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UK Government wants to throw filesharers in jail

Would happily give 10 years to repeat offenders
Thu Jan 23 2014, 17:29
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OVERBEARING UK GOVERNMENT ministers have called for custodial sentences for persistent filesharing offenders.

The comments came during the second reading of the Intellectual Property Bill in the House of Commons, where the prime minister's IP advisor Mike Weatherley, MP told the House that there needs to be "some sort of custodial sentence for persistent offenders".

According to Torrentfreak, his remarks also included the suggestion that it is appropriate to start "withdrawing internet rights from lawbreakers", before Jerry Sutcliffe, MP began laying into Google for its perceived complacency on the issue.

"Millions of complaints [to Google] have not been dealt with," Sutcliffe said, a point underlined by John Leech, MP, who recalled "the complacent attitude taken by [Google's] representatives to the whole issue, as though it had nothing to do with them and was not their problem".

Helen Goodman, MP's counterpoint pleaded reason. "It is important that we distinguish between 14-year-olds in their bedrooms downloading two or three Justin Bieber tracks onto an iPod and people who make multi-billion pound businesses out of providing illegal material. It is not right to treat the two groups in the same way."

However, it appears that Mr Weatherley failed to see the distinction, declaring, "If we exhaust fines and other means of stopping persons downloading illegally, we must consider some sort of custodial sentence for persistent offenders and people who operate on a commercial scale."

In other words, he would like to see the bedroom downloader treated the same as the large scale counterfeiter.

The INQUIRER spoke with Loz Kaye, leader of the UK Pirate Party. He told us in a statement, "It is beyond belief that the coalition continues to swallow the copyright fundamentalist line uncritically. These draconian proposals of 10 years for 'digital copyright theft' are completely out of proportion. Compare to the 30 months that Stuart Hall got for indecent assaults on girls, for example."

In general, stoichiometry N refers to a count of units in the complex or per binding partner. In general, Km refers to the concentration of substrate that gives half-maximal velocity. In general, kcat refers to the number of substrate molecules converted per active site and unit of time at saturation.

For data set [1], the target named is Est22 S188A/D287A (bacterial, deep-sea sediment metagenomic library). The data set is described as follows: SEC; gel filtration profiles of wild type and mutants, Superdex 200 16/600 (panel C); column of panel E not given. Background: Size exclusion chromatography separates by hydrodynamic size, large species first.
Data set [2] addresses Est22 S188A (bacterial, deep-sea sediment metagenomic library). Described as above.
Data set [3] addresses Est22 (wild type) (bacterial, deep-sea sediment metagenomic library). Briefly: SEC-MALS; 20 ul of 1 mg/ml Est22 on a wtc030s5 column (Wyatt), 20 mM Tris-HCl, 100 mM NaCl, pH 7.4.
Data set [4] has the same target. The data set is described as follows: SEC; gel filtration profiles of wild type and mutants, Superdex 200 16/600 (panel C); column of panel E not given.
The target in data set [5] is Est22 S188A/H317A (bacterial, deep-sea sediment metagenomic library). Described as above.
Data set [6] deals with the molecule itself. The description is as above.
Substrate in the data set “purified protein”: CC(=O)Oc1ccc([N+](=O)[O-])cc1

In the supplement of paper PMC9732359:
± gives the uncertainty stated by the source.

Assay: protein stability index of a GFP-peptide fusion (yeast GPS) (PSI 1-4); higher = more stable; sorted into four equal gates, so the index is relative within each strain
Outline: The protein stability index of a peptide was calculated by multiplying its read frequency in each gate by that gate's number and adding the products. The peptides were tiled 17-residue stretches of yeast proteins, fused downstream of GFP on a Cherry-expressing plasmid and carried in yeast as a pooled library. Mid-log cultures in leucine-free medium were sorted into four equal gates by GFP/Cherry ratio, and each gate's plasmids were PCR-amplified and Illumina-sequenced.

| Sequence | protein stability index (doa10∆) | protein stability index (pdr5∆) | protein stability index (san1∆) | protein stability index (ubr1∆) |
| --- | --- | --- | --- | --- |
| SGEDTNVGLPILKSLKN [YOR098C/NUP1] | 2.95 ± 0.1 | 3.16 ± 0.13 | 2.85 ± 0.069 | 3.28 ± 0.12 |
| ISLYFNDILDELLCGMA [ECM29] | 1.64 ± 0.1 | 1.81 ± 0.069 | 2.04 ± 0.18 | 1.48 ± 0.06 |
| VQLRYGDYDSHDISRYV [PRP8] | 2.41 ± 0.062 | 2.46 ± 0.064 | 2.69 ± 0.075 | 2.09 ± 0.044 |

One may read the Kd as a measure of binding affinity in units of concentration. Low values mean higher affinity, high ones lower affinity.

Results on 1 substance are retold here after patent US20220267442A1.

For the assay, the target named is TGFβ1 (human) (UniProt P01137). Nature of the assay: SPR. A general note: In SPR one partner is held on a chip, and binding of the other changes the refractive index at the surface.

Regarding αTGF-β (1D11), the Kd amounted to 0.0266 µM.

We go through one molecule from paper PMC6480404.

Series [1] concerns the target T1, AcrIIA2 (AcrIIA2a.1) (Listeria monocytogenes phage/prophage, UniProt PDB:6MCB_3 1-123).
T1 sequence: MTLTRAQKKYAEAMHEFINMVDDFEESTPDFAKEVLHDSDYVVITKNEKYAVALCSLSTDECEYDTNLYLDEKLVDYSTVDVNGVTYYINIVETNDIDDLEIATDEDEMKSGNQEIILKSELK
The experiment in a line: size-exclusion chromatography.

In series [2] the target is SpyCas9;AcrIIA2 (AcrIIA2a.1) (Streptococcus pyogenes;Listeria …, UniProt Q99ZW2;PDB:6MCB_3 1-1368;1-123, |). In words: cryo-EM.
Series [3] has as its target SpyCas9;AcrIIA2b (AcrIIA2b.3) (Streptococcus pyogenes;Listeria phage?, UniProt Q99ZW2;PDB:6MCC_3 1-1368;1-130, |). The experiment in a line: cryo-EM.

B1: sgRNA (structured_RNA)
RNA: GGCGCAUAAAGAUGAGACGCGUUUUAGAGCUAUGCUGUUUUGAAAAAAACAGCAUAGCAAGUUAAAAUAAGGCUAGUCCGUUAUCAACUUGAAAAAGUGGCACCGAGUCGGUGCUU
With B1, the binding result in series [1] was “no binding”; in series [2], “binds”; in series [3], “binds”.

Kaye went on to point out the potential for double standards in the policy, saying, "Equally, the calls for removal of 'internet rights' are chilling. Does Mike Weatherley not want people to fill in their tax returns? Is he unaware of the Universal Credit push to digital by default?"

According to Kaye, an Ofcom study has shown that copyright infringers spend more money online per month, £26 as opposed £16 for non-infringers.

He finished by saying, "We've come to expect this kind of thing from the Tories. But it is disappointing to see Lib Dems like John Leech, MP have joined in now on the call for illiberal sentencing. If the coalition really wants to help creatives, they should focus culture policy on artists, instead of the current cuts and empty rhetoric."

At the moment, the UK Government is seeking to protect the music and film industries whose cartels have been threatened by the advent of the internet. However, in reality, the creative industries need to stop asking the government for draconian copyright enforcement and change their business models to take advantage of filesharing as a valuable promotional channel, rather than try to stand against the tide in vain attempts to protect their feudal business models. µ

 

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